Purdue’s Edey dominates in college, but the 7-4 center’s future in ‘positionless’ hoops is murky

DETROIT (AP) — The coaches at the training ground where Purdue’s Zach Edey honed his game hear it all the time from big men.

“A lot of guys get here and they’re, like, ‘I’m a guard,'” said Daniel Santiago, the 7-foot-1 former NBA player who counts Edey among the 7-footers he’s worked with at the IMG Academy in Florida. “And then I’m like, ‘OK, well, can you do things that guards are supposed to do?'”

At 7-4 and 300 pounds, Edey never fought that fight. Since he hit his growth spurt in ninth grade, he has been pegged as a classic, low-post center. Over the last two years, he has become the best in the country — maybe the world? — at the lost art of playing with his back to the basket.

And yet, there’s a sense that whenever the senior’s run through college hoops comes to an end — whether Sunday in the regional finals against Tennessee or next week at the Final Four — his future in the game he devoted himself to when his strike zone became too big for baseball might be limited. Basketball has become a “positionless” sport dictated by analytics. Most teams find more value in shooting a higher volume of lower-percentage 3-pointers than grinding for easy 2s.

“It’s something I’m not shying away from, but I just happen to have Zach Edey,” Purdue coach Matt Painter said of the positionless game. “I’m a fool if I don’t anchor it around him.”

It’s working at Purdue.

Edey has led his team to within one win of its first Final Four since 1980. He is the nation’s leading scorer and second-leading rebounder. He is a unanimous AP first-team All-American and is in the mix to become the first player to win AP’s Player of the Year award multiple times since another post-up big man, Ralph Sampson, did it in the early ’80s.

Whether Edey and his game will work in the NBA is another question.

Every player there, whether they’re 5-9 or 7-2, is more or less expected to have the 3-pointer in his repertoire. Edey has shot two all year. Great post men of the past — Kareem Abdul-Jabbar and Shaquille O’Neal come to mind — would be considered inefficient these days, maybe even relics of a game that has changed with the times.

Even today’s big men — think Victor Wembanyama, who is also 7-4 but weighs around 90 pounds less than Edey, or 6-11 two-time MVP Nikola Jokic — are looking to pass from the perimeter and shoot from long range.

The trends tell the story of the NBA’s growing adoration of analytics:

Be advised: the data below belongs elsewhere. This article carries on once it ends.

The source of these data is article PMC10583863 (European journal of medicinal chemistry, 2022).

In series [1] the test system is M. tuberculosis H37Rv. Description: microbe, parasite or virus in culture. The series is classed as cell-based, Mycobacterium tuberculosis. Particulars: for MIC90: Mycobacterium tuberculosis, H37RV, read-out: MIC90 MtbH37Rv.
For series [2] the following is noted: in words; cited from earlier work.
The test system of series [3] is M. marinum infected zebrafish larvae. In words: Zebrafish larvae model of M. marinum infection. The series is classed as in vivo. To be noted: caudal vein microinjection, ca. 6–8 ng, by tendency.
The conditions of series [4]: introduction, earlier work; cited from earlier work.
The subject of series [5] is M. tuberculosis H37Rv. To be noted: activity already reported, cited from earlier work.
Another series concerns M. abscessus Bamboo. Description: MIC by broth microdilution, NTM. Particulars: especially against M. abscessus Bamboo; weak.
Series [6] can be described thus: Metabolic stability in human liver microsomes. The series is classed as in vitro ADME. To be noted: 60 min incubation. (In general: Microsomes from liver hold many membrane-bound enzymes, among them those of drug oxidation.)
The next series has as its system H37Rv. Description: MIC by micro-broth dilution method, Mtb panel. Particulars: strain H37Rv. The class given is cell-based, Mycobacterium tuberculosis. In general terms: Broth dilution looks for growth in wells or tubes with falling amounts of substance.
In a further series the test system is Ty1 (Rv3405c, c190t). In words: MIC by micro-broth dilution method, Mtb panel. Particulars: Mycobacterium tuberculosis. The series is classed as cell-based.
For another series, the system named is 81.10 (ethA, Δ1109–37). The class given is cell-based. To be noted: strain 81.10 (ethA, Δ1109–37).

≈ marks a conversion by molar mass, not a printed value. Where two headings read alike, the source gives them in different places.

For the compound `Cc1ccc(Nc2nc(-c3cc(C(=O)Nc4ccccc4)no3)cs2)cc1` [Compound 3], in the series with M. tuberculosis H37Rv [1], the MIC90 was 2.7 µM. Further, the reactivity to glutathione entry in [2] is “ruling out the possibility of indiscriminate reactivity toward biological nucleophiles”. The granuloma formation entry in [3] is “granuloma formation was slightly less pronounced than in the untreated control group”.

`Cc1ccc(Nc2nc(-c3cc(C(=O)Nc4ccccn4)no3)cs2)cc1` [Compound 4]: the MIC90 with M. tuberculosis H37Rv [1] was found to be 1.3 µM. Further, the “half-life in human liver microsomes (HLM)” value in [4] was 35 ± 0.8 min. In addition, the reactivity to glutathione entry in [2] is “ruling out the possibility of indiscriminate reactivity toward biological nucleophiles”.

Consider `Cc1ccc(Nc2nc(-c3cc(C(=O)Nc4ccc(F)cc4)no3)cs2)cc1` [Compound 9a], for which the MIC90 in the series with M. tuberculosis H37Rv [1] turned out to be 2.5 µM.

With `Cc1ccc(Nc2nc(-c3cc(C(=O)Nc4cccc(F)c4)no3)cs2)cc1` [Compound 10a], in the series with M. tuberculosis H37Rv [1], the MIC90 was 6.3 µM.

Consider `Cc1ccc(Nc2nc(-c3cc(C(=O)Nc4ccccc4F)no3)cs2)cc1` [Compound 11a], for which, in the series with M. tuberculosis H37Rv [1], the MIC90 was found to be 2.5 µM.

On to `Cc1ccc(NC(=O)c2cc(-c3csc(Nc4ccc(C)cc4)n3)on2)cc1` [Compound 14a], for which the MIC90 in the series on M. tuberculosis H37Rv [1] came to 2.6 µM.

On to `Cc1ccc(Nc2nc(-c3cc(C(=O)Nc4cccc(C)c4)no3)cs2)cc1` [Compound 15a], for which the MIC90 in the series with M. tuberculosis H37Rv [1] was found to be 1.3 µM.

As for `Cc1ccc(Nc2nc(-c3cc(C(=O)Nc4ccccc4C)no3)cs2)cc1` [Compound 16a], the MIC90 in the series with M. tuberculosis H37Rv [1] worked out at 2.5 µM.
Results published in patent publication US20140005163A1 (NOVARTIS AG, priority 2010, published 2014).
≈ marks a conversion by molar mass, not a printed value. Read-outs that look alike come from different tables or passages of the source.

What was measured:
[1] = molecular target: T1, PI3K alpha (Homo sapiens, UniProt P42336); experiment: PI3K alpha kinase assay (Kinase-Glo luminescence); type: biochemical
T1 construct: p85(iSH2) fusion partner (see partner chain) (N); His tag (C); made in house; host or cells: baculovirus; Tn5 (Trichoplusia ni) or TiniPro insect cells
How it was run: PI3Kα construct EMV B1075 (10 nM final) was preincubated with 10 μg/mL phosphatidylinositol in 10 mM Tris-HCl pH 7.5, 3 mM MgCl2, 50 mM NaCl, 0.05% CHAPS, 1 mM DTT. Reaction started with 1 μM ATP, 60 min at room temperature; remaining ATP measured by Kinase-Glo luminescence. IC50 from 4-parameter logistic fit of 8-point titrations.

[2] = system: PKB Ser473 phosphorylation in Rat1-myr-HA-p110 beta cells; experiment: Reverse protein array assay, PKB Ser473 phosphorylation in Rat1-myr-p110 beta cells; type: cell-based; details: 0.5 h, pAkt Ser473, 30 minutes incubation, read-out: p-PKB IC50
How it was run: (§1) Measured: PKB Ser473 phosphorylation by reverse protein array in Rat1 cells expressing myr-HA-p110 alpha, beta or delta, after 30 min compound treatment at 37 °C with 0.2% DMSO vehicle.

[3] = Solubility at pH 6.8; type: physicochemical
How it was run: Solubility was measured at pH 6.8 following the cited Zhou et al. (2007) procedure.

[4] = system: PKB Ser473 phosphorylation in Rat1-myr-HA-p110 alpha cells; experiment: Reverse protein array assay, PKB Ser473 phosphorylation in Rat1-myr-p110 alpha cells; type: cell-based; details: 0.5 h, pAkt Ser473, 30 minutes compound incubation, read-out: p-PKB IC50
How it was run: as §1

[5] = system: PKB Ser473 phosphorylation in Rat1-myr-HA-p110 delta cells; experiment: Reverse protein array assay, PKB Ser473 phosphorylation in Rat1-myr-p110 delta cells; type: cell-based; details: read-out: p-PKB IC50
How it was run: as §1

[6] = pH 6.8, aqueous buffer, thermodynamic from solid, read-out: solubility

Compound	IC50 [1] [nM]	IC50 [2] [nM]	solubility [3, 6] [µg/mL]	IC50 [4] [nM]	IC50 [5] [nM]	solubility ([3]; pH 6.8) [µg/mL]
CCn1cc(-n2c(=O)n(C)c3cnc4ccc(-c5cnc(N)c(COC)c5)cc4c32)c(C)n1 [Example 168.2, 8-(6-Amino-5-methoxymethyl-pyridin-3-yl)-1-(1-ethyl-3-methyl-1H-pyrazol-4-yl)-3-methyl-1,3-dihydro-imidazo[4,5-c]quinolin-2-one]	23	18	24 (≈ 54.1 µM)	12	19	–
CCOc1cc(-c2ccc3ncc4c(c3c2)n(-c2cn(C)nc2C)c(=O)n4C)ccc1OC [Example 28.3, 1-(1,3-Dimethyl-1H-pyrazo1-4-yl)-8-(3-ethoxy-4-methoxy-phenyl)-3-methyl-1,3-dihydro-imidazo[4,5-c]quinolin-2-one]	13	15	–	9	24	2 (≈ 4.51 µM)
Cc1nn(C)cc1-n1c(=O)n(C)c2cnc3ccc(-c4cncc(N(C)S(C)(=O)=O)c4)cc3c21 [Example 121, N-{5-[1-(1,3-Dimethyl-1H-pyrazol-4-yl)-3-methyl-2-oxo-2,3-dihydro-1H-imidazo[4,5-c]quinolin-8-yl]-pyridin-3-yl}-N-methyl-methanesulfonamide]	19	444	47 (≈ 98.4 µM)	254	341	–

— Since Steph Curry, who has scored 47% of his career points from 3, joined the NBA in 2009-10, the average number of 3-point attempts has risen by 93%.

— Three-point shots now make up 39.3% of all attempts, compared with 22.7% when Curry arrived.

— Three-pointers account for 33.5% of teams’ points this season, compared with 19.1% in 2009-10.

It comes as no surprise, then, that Edey’s standing in NBA mock drafts fluctuates wildly.

A few have him going late in the first round. Some have him in the second. If he’s a lottery pick, a consensus is that it would be at the latter half because, at least according to draft analyst Kevin O’Connor, he is “slower footed,” “lacks a perimeter game” and is a “limited defender when pulled away from the basket.”

Any team that drafts Edey would have to reconstruct the way they play, at least while the big man is on the court. In college, at least, that causes opponents lots of problems. The Boilermakers are 32-4 this season.

“He’s just an entity all to himself,” said Gonzaga coach Mark Few in describing the rare challenge of dealing with a player who scored 27 points and grabbed 14 rebounds in Purdue’s Sweet 16 win over the Zags.

Santiago, who sandwiched two stints in the NBA inside more than a decade of playing professionally overseas, said no team will find a harder worker who is willing to listen than Edey. Edey grew up in Toronto which, in an unexpected way, has played into his development.

“Maybe it’s because of his ice-skating background is he always had a very good base,” Santiago said. “It’s very rare to see him fall to the ground. With all the people hanging on him and get in his way, he’s done a very good job of staying on his feet, finishing strong. Sometimes it doesn’t even look like people are guarding him.”

Whether some NBA team decides to take a chance on Edey, and his style of play, will be seen when the draft arrives in June.

“End of the day, Zach is going to be one who has a lot of confidence in his game,” Santiago said. “And it’s a matter of who’s going to be willing to take that opportunity.”


Today's breaking news and more in your inbox

I'm interested in (please check all that apply)
Are you a paying subscriber to the newspaper? *

Starting at $2.99/week.

Subscribe Today